The Confidence Gap

Confidence_DIVERAs I grabbed a stool to access a high cabinet the other day, I started thinking how handy that small piece of furniture is when I need a boost. In this case, I was able to step up and reach an object on a shelf that was beyond my reach. That simple act got me thinking about how critical a boost in our self-confidence can be. Sometimes, the smallest thing can give us just enough lift to see more clearly, make better decisions and be more effective.

Did you know that in the United States, women are reaching new heights and earning more college and graduate degrees than men? We make up half the workforce, and we are closing the gap in middle management. Yet our career trajectories continue to look drastically different than those of men. Men continue to get promoted faster and be paid more than women. Research studies have proliferated as this phenomenon has been observed.

The frustrating fact is that evidence shows that women are less self-assured than men—and that to succeed, confidence matters as much as competence.

The Confidence Gap

The shortfall in female confidence is increasingly studied and well documented. In 2011, the Institute of Leadership and Management, in the United Kingdom, surveyed British managers about how confident they feel in their professions. Half the female respondents reported self-doubt about their job performance and careers, compared with fewer than a third of male respondents.

Studies conducted at Yale, Cornell, Carnegie Mellon, University of California and other institutions have all proven the point: men overestimate their abilities and performance, while women underestimate their abilities and performance. In reality, their performances do not differ in quality.

Cameron Anderson, a psychologist at the University of California at Berkeley, has made a career of studying overconfidence. Among his fascinating findings is the revelation that women applied for a promotion only when they met 100 percent of the qualifications. Men applied when they met 50 percent.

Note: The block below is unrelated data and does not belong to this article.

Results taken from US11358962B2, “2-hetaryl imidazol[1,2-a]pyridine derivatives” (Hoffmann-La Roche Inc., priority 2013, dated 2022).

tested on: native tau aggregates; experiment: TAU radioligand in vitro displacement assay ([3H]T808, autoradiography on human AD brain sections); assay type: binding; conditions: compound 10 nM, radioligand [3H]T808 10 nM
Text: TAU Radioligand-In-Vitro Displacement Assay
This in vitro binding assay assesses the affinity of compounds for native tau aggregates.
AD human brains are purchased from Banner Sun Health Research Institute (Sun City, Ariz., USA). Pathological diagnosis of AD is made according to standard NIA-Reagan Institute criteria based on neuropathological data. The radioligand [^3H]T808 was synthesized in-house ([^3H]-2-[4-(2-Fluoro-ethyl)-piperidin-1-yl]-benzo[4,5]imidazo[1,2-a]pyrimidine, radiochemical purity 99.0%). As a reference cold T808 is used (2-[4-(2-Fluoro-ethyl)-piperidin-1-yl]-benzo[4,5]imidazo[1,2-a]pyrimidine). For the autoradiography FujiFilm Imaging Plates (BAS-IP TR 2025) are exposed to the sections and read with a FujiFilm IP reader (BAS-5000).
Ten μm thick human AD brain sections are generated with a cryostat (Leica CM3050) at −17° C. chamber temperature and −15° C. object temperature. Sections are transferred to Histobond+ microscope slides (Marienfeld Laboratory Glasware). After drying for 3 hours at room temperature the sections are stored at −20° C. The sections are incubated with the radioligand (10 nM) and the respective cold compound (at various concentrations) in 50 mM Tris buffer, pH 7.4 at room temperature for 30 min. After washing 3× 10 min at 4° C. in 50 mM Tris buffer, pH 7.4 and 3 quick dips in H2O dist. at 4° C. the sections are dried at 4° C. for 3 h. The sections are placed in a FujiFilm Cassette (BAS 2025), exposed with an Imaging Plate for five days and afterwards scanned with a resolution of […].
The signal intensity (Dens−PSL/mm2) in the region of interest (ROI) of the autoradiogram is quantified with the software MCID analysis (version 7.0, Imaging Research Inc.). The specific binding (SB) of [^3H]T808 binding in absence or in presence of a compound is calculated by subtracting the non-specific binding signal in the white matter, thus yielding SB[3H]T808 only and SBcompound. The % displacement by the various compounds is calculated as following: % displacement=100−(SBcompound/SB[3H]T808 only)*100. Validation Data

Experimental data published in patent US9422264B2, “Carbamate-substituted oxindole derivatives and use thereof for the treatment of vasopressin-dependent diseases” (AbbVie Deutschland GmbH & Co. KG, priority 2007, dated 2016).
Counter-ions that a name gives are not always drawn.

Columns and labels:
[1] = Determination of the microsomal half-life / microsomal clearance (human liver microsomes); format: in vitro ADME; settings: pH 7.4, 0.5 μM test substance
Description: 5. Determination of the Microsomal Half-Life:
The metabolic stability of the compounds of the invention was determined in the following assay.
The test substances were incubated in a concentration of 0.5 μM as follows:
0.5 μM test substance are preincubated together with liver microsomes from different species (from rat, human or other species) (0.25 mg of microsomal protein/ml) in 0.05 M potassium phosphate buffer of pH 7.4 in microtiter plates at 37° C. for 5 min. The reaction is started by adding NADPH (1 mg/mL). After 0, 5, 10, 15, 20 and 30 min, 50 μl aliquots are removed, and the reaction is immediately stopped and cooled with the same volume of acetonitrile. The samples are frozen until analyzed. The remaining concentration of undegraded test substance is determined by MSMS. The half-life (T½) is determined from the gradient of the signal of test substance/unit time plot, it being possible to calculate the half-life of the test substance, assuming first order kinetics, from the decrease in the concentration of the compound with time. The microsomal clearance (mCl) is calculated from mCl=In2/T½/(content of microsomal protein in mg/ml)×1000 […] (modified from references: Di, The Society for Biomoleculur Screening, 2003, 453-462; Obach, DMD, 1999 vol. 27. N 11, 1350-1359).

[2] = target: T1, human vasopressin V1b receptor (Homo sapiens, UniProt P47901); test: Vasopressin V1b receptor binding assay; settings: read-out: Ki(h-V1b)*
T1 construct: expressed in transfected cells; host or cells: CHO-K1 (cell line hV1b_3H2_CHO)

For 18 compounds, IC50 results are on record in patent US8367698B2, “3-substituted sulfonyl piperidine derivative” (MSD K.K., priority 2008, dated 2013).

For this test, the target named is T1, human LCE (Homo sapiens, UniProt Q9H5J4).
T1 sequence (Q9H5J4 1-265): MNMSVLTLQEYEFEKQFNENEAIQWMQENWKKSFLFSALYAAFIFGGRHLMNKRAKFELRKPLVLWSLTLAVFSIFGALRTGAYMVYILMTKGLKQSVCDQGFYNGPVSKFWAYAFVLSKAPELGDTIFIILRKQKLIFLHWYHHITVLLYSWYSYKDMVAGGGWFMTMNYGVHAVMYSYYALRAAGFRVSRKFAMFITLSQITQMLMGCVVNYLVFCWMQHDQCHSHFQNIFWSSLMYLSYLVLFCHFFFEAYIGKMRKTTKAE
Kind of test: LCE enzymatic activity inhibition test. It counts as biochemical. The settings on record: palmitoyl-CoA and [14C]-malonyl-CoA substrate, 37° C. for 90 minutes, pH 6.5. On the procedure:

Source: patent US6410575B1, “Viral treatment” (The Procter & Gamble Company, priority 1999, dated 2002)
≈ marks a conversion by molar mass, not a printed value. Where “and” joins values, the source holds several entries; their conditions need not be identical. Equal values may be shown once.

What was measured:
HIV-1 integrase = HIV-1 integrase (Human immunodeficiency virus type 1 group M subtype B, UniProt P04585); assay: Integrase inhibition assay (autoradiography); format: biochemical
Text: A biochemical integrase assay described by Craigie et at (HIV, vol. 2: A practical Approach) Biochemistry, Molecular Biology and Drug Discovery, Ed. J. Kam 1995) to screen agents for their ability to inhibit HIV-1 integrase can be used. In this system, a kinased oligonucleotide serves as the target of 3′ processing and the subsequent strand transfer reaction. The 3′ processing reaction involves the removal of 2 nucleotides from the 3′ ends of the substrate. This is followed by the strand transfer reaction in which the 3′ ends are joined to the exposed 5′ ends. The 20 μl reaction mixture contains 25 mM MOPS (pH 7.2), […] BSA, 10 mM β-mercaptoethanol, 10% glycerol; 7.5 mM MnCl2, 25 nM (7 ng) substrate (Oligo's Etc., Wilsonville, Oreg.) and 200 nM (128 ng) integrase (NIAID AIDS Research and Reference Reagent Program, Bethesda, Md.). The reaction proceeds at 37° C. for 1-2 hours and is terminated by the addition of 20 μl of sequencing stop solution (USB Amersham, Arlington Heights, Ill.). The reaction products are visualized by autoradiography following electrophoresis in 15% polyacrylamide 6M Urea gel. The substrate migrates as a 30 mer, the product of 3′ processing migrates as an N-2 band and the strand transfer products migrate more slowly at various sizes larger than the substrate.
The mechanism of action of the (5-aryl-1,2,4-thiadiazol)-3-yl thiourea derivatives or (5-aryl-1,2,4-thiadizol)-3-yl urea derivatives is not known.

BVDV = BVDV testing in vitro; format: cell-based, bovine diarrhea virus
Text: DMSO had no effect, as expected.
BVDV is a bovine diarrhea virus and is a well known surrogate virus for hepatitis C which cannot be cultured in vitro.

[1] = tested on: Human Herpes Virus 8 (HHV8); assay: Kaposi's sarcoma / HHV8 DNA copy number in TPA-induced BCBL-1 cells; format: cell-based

Zachary Estes, a research psychologist in Milan conducted a series of tests that proved the natural result of low confidence is inaction. Not surprisingly, women missed many opportunities through not applying – not trying.

Rather than belabor the point of how a clear gap in confidence is affecting the performance of women in the marketplace, I’m going to pull out my stool and offer a hand in helping women step up. In fact, it is certain that to become more confident, women need to stop thinking so much and just act.

It is not enough to dream big and work hard. It is not enough to earn more degrees and certifications. Being talented and smart are not enough. You also have to be confident.

The good news, is you can train your brain to be more confidence-prone. Neuro-science is able to document what I’ve always known on a deep level. Every single one of us is capable of more than we realize. The possibilities are staggering.

 Confidence is not just feeling good about yourself. Confidence is the spark that turns thoughts into action.

Here’s a simple, practical action you can take right now. Register for the Free Tele-Conference on May 20th- Bridging the Confidence Gap. Registrants will receive access to the recorded call.

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